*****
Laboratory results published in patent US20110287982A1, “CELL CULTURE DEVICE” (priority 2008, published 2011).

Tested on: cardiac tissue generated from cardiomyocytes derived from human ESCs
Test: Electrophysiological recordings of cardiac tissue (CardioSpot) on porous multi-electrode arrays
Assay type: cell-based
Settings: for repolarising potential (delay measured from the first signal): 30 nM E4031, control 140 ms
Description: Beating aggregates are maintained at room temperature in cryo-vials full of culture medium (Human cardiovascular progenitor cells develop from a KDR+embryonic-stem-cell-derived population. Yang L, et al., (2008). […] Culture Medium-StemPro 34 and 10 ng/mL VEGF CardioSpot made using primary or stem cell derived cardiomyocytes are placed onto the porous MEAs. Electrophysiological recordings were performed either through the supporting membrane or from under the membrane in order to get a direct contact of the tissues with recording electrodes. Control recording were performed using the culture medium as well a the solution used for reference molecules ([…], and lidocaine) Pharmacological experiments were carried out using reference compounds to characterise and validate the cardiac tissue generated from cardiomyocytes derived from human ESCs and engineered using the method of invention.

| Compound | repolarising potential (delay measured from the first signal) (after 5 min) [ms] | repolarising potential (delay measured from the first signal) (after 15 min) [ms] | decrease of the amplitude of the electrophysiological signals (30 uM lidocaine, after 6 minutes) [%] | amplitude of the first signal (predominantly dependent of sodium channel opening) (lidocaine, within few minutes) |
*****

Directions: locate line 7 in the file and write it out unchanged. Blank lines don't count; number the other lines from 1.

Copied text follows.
| Compound | repolarising potential (delay measured from the first signal) (after 5 min) [ms] | repolarising potential (delay measured from the first signal) (after 15 min) [ms] | decrease of the amplitude of the electrophysiological signals (30 uM lidocaine, after 6 minutes) [%] | amplitude of the first signal (predominantly dependent of sodium channel opening) (lidocaine, within few minutes) |